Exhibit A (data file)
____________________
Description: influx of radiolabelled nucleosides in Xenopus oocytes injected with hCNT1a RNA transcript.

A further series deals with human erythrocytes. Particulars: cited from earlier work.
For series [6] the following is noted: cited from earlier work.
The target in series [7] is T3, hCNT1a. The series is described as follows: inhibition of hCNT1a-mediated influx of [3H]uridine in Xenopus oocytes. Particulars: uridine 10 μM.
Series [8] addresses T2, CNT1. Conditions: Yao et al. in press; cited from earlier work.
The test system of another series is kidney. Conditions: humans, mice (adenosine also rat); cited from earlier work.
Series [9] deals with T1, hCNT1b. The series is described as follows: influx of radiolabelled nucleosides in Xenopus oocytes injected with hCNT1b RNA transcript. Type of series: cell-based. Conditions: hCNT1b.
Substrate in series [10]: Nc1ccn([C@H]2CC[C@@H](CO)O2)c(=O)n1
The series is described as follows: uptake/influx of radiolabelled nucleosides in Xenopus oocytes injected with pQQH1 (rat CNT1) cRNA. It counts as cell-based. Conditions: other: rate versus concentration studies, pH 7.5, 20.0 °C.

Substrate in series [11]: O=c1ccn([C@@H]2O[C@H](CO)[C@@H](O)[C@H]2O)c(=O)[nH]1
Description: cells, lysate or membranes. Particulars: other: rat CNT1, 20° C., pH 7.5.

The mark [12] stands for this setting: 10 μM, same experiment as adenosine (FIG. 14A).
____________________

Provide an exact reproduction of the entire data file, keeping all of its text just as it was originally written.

Description: influx of radiolabelled nucleosides in Xenopus oocytes injected with hCNT1a RNA transcript.

A further series deals with human erythrocytes. Particulars: cited from earlier work.
For series [6] the following is noted: cited from earlier work.
The target in series [7] is T3, hCNT1a. The series is described as follows: inhibition of hCNT1a-mediated influx of [3H]uridine in Xenopus oocytes. Particulars: uridine 10 μM.
Series [8] addresses T2, CNT1. Conditions: Yao et al. in press; cited from earlier work.
The test system of another series is kidney. Conditions: humans, mice (adenosine also rat); cited from earlier work.
Series [9] deals with T1, hCNT1b. The series is described as follows: influx of radiolabelled nucleosides in Xenopus oocytes injected with hCNT1b RNA transcript. Type of series: cell-based. Conditions: hCNT1b.
Substrate in series [10]: Nc1ccn([C@H]2CC[C@@H](CO)O2)c(=O)n1
The series is described as follows: uptake/influx of radiolabelled nucleosides in Xenopus oocytes injected with pQQH1 (rat CNT1) cRNA. It counts as cell-based. Conditions: other: rate versus concentration studies, pH 7.5, 20.0 °C.

Substrate in series [11]: O=c1ccn([C@@H]2O[C@H](CO)[C@@H](O)[C@H]2O)c(=O)[nH]1
Description: cells, lysate or membranes. Particulars: other: rat CNT1, 20° C., pH 7.5.

The mark [12] stands for this setting: 10 μM, same experiment as adenosine (FIG. 14A).